Ewha Womans University officially announced the abolishment of the credit cancellation system on April 1. However, the school will take interim measures during the fall semester of 2014 and discontinue the system completely in 2015.
The credit cancellation system was first implemented in the spring semester of 2005. It was used to help students find employment or receive scholarships and to aid students who had failed withdraw their courses. However, due to the request of the Ministry of Education (MOE) and the Korea Council for University Education (KCUE), examination into abolishing the credit cancellation system began. Through consideration by the University Council and a vote at a meeting on academic affairs, a decision was made to discontinue the system.
“In December 2013, the KCUE sent official documents to each university demanding improvement of the credit cancellation system, which in effect made the abolition of the system inevitable,” said Kang Hak-su, an official of the Registrar’s Office. “In addition, as all other universities are also joining in on the abolishment, maintaining the system on our own would give social impression that Ewha is managing an uninstructive grading system. This would result in a decrease of credibility in the school’s grades, ultimately further damaging students.”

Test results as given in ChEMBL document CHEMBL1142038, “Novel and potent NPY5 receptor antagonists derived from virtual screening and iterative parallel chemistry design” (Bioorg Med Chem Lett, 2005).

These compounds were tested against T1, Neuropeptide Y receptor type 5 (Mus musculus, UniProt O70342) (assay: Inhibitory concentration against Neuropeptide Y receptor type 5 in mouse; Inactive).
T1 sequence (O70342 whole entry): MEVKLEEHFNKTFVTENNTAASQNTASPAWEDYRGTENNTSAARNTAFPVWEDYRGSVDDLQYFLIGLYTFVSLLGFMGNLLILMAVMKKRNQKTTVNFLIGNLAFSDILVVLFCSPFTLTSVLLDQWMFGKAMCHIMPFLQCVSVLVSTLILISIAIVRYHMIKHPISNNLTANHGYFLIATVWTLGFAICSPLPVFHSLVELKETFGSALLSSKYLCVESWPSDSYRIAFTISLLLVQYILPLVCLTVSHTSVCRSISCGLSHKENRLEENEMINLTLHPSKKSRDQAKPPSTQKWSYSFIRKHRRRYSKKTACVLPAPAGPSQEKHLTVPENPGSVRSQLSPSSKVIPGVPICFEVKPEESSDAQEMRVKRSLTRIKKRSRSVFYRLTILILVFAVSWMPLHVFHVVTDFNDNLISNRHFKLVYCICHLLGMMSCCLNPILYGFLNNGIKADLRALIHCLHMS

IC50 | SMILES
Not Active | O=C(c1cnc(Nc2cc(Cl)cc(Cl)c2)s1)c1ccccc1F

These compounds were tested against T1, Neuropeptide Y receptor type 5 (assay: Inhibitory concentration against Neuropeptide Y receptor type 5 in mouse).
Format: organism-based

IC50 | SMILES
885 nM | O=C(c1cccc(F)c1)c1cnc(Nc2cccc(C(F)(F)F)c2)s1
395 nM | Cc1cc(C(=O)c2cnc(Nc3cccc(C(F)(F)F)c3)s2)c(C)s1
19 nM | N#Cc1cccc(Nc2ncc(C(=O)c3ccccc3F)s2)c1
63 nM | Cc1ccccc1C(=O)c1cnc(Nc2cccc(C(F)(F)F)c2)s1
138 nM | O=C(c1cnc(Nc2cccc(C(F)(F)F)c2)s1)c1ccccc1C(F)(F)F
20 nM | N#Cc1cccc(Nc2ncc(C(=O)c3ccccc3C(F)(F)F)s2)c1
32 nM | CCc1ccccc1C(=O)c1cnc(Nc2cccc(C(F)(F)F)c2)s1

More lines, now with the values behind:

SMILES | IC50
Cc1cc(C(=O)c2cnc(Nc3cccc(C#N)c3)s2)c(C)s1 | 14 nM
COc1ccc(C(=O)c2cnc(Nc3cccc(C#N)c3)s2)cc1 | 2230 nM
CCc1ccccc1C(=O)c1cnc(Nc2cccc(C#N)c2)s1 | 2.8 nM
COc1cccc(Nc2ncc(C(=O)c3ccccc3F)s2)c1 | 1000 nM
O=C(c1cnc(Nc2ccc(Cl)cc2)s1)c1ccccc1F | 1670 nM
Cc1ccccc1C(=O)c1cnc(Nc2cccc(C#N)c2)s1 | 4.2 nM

Some students agree with the decision.
“I am actually quite in favor of abolishing the credit cancellation system,” Sim So-yeon (English Education, 1) said. “Of course the system makes students’ grades look better when they are seeking jobs. However, I think students would not study as hard due to the decrease in competitiveness. Also, it would make the concept of grades meaningless.”
Other students expressed a negative reaction toward the change.
“I do not think it is a good idea to abolish the system,” Lee Joo-bin (Clothing & Textiles, 3) said. “The abolishment of the credit cancellation system will force students to attend courses they do not like instead of allowing them to erase bad grades.”
As an interim measure, the school will make two periods available for students to cancel their credits before the system is completely abolished. Students who entered Ewha before 2013 may cancel up to six credits just once, either from Sept. 22 to 24, 2014, or from Feb. 23 to 25, 2015. Unlike the previous rules, during this period, students do not have to meet the conditions of needing to have completed at least six semesters and not being able to apply if they are taking the semester off.
“The abolition of the credit cancellation system may be confusing for students,” Kang said. “However, in the long-run, it will motivate students to be more cautious when registering for courses and to attend classes with more responsibility and fidelity.”